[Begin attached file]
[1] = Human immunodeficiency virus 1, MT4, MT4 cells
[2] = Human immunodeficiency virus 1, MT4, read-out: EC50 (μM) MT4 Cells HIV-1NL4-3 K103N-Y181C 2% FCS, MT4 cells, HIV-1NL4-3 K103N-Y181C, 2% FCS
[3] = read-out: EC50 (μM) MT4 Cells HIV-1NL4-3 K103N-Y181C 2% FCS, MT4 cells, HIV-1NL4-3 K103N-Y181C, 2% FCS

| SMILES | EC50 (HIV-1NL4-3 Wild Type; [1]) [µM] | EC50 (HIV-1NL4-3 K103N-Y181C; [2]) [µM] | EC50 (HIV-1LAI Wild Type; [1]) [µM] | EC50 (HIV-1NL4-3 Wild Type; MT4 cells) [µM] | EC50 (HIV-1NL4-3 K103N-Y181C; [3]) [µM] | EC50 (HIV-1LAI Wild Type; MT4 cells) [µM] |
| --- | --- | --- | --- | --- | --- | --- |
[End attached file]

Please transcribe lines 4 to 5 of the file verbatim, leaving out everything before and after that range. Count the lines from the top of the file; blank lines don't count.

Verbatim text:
| SMILES | EC50 (HIV-1NL4-3 Wild Type; [1]) [µM] | EC50 (HIV-1NL4-3 K103N-Y181C; [2]) [µM] | EC50 (HIV-1LAI Wild Type; [1]) [µM] | EC50 (HIV-1NL4-3 Wild Type; MT4 cells) [µM] | EC50 (HIV-1NL4-3 K103N-Y181C; [3]) [µM] | EC50 (HIV-1LAI Wild Type; MT4 cells) [µM] |
| --- | --- | --- | --- | --- | --- | --- |